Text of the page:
Batch Processor is based on Oracle Database Pipe concept using PL/SQL package DBMS_PIPE invoked from a database trigger in combination with JMS messaging and a dedicated Message Driven Bean in the application server deployed as a part of
ifsapp-int.ear JEE application. In addition to these J2EE Timers are also used to read the application messages effeciently.
Note: Please note that if upgrading from IFS Applications 8 (or earlier) the old Batch Server needs to be stopped and removed. Read more about Removing Batch Server.
JMS Message Flow
Whenever a new Application Message is created with state ‘Released’ or state of an existing massage has been changed to 'Released', a JMS message containing the ApplicationMessageId of the created/modified application message is posted by a database trigger on BATCH_PROC_QUEUE_TAB. For In-Parallel message the trigger changes also state of the message to 'Processing'.
Database triggers on configuration tables also post JMS messages to the same table signaling configuration changes.
A Message Driven Bean (Forwarder MDB) subscribing to this JMS queue is processing messages posted on this queue. Depending on the type of received message the Forwarder MDB is forwarding the JMS message to another JMS queue or topic. Processing of single Application Message is performed by the Message Processor, which is called through an EJB, FndConnectHandler, in a separate transaction.
Purpose of JMS queues and topics:
Used for asynchronous Application Messages posted to an In-Parallel Message Queue. A JMS message on this JMS queue will trig processing of the given Application Message.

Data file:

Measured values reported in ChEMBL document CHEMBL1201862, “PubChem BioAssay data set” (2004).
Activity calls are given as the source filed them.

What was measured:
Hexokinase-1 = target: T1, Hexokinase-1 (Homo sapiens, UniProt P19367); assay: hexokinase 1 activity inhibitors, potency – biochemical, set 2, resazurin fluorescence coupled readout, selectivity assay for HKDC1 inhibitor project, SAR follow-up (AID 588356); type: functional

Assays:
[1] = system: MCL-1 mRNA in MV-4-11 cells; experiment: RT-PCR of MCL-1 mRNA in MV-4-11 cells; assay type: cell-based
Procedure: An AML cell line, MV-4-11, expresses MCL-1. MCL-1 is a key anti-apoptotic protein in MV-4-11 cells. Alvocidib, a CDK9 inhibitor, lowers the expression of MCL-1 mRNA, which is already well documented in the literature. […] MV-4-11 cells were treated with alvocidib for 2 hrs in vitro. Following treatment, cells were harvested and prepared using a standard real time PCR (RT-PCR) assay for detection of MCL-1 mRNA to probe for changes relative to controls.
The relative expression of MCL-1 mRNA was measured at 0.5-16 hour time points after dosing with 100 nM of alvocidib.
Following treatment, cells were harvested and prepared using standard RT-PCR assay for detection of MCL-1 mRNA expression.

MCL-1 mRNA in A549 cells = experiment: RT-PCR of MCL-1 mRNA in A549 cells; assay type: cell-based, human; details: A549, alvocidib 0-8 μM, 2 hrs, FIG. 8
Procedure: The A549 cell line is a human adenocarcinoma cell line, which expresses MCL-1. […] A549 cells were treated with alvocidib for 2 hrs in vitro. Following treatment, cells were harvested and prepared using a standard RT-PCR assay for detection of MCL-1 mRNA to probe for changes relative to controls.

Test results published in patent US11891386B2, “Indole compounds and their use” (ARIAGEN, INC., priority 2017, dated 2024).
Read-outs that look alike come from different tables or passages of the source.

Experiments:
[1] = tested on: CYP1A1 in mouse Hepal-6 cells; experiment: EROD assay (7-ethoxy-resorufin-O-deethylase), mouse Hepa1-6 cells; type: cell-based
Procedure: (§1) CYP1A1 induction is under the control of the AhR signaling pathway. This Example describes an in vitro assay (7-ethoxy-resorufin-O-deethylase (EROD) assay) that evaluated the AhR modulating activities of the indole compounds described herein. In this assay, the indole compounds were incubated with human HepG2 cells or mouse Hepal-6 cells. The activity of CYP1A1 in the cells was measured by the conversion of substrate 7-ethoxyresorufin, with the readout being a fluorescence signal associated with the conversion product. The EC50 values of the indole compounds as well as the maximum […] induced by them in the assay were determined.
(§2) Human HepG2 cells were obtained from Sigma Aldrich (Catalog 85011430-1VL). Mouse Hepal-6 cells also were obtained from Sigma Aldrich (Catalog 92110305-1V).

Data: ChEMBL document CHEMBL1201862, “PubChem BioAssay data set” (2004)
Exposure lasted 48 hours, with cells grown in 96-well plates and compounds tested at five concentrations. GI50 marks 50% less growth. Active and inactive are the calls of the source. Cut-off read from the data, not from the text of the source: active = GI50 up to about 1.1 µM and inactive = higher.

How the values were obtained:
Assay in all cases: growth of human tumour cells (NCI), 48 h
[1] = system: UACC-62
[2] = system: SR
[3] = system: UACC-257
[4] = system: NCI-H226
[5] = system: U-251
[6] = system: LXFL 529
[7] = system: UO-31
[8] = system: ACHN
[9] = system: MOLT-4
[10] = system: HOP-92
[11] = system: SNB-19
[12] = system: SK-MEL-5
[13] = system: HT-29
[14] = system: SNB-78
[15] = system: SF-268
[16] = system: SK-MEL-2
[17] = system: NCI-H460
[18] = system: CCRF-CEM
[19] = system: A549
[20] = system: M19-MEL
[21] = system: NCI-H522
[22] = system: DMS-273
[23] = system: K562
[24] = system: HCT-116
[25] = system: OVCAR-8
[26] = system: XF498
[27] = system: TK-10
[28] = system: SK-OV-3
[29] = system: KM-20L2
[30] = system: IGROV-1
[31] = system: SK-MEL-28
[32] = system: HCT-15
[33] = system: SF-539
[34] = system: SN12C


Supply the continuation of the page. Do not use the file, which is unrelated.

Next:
Available as of patch 145612 (Update 5). Used for synchronous invocations from PLSQL Access Provider. Application Messages are always posted to the
Used for asynchronous Application Messages posted to an In-Order Message Queue. A JMS message on this JMS queue will start processing of all Application Messages from the given Message Queue. Application Messages will be processed according the Application Message ID and the Message Queue will be stopped on failure.
Used for asynchronous Application Messages posted to an In-Sequence Message Queue. A JMS message on this JMS queue will start processing of all Application Messages from the given Message Queue.
Used for administrative purpose by database triggers on configuration tables.
Used for administrative purpose by database triggers on configuration tables. Trigs clearing of configuration cache and synchronization of Connect Readers.
Note: Behavior of all MDBs (Message Driven Beans) can be controlled by Work Managers.
The JMS flow for In-Order and In-Sequence messages is slightly different. The database trigger doesn't change the state leaving the Application Message in state 'Released'. The JMS message sent by the trigger contains also the Message Queue name, so Batch Processor knows the type of the queue. If the queue is an In-Order queue then the Batch Processor will execute all application messages in state 'Released' posted to this Message Queue in a loop sorted by ApplicationMessageId. For In-Sequence messages Batch Processor will process up to a number of messages defined by the